Archives for posts with tag: Andrew Kötting

I came across this film earlier this week when it was mentioned on a music website, since it features a new song by Radiohead’s Thom Yorke. It’s a promotional film for a New York fashion label featuring a couple of up-and-coming screen actors, and lensed by the celebrated Iranian cinematographer Darius Khondji, who has worked as director of photography on films by directors such as David Fincher, Wong Kar-Wai, Danny Boyle and Michael Haneke. However, for me what is most striking and surprising about the film is the use of the unique camera rigs designed by British experimental film-maker, Tony Hill, an artist whose work I’ve been interested in since seeing the dizzying Downside Up (1984) some thirty years ago, as well as Peter Care’s 1985 video for the song ‘Sensoria’ by Cabaret Voltaire that used the same rig. More recently Hill collaborated with the remarkable director Andrew Kötting on his latest film, Eden Walks (2017), which Andrew screened for us at the Mobilities Literature Culture conference I co-organised in Lancaster University in 2017.

Hill has produced a singular body of film and video pieces that explore systematically the different ways in which mobile cameras see the world. As it happens, he has also produced some of the most formally self-conscious examinations of the relationship between cinema and the bicycle. At just over a minute long, his 2013 film, Bike, shows a man setting off on a leisurely bicycle ride, and comprises shots from three cameras, one mounted inside a wheel rim, one on a pedal, and one looking down on the rider from above; the resulting images are so radically disorienting that viewing the film is a uncomfortable experience. In general Hill’s films show us images of familiar scenes – streets, beaches, swimming pools, gardens, faces – that are made strange through unconventional camera placement.

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What we see in Bike is a defamiliarizing machine’s-eye view, the camera moving through space in ways that are physically impossible for a person. Rather than a brief film of a middle-aged man riding a bicycle, Bike is a bewildering, kinetic collision of distorted, shifting perspectives on the world in which the movements of the machines – cameras and bicycle – are the focus, rather than the rider.


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Rotation is also the subject of A Short History of the Wheel (1992), which dissolves from shots of slowly turning cart wheels – the camera revolving with the wheels, so that the world appears to spin while the wheels remain still at the centre of the image – to the wheel of a tractor, then a car, then a bicycle. Literally revolutionary, this 60-second film makes a quietly provocative claim in placing the bicycle at the end of this narrative sequence. As Hill remarks, the film starts ‘with a primitive hand-drawn cart and [moves] through horsepower and machine age tractor and car to the ultimate wheeled transport, the bicycle’.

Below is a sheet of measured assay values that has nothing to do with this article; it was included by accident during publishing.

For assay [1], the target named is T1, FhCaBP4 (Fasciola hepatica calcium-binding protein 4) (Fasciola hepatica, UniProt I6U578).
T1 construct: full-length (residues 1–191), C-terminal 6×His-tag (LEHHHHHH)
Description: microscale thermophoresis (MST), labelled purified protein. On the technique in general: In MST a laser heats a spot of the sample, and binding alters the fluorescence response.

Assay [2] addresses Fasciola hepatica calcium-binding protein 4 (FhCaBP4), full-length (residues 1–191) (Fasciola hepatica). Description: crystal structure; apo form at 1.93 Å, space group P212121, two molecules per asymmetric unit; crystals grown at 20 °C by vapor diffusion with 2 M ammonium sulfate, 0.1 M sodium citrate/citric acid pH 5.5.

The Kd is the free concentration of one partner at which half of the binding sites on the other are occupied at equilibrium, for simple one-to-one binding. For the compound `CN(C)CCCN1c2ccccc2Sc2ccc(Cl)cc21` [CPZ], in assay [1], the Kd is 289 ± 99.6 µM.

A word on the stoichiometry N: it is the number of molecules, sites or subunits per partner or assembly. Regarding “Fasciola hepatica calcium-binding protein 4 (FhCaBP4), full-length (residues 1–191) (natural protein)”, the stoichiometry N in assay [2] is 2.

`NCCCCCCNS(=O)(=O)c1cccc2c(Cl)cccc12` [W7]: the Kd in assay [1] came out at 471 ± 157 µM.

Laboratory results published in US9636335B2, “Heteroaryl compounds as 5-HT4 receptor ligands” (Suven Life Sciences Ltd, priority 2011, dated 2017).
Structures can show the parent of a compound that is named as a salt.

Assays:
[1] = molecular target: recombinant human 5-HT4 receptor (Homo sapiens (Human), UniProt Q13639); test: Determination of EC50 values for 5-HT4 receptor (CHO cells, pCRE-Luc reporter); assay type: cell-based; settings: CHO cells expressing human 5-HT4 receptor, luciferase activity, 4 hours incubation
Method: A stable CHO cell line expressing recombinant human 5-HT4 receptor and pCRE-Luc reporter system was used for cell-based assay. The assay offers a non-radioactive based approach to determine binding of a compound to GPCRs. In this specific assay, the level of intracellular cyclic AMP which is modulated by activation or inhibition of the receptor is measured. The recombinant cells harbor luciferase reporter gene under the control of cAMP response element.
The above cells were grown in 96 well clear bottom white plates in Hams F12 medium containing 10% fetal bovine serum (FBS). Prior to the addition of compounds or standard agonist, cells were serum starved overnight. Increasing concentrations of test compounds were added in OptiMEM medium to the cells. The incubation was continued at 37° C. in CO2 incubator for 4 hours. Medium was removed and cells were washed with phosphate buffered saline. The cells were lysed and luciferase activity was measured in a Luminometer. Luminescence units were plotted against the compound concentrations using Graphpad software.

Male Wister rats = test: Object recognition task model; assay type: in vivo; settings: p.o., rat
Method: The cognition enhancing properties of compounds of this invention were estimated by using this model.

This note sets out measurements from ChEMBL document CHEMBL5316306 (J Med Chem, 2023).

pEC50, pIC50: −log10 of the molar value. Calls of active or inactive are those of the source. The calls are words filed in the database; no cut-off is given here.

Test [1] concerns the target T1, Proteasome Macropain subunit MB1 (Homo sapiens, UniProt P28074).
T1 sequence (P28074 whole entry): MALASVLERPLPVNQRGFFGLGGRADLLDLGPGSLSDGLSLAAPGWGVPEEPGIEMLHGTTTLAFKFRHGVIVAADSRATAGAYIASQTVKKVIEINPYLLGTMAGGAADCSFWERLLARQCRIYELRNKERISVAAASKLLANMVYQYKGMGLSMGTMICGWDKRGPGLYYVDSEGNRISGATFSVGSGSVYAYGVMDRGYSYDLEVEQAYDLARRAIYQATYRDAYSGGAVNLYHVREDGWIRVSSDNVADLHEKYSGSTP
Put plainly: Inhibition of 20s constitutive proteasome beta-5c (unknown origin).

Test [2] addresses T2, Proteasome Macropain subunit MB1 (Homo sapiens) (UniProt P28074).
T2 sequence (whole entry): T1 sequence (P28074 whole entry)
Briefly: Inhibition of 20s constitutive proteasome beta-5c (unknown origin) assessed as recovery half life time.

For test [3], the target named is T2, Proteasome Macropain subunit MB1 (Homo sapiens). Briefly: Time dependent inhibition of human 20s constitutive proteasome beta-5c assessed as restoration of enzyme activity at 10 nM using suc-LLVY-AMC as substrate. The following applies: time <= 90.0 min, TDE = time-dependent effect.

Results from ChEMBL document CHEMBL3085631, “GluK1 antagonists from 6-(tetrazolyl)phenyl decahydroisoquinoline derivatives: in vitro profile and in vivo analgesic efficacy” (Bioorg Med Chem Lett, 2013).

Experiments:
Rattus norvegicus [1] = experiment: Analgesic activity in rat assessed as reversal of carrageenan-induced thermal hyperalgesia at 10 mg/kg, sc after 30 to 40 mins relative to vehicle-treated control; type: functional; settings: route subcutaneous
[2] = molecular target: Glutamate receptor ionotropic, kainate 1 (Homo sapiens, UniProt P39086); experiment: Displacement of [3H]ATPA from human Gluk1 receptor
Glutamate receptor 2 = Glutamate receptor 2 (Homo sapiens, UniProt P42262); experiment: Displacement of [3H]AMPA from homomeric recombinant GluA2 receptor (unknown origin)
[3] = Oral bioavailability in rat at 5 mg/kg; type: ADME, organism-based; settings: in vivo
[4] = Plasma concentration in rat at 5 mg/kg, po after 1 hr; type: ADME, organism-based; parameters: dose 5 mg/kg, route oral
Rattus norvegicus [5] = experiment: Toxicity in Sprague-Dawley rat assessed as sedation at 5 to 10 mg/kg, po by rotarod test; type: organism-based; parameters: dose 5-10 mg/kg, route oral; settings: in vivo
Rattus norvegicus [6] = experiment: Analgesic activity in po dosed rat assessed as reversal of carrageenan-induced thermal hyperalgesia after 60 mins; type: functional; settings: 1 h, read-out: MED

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One of the fascinating features of Hill’s films is that the cameras move in apparently impossible ways. It is difficult to work out how the images we see on screen have been achieved. However, in this new film, finally, the ingenious rigs themselves are as much the focus of the film as the shots they are achieving, since the film shows us actors and dancers – and Hill himself – operating the rigs inside an empty warehouse.

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It reveals the way the shots are achieved, and it is appropriate that one of these devices – presumably a version of the contraption used to shoot A Short History of the Wheel – is essentially a four-wheeled variation on the bicycle. Cinema and the modern bicycle are communications technologies that developed almost simultaneously in response to the demand for greater speed and mobility that characterises late 19th century modernity, and this hybrid machine is the very embodiment of that history, fusing the camera with the bicycle.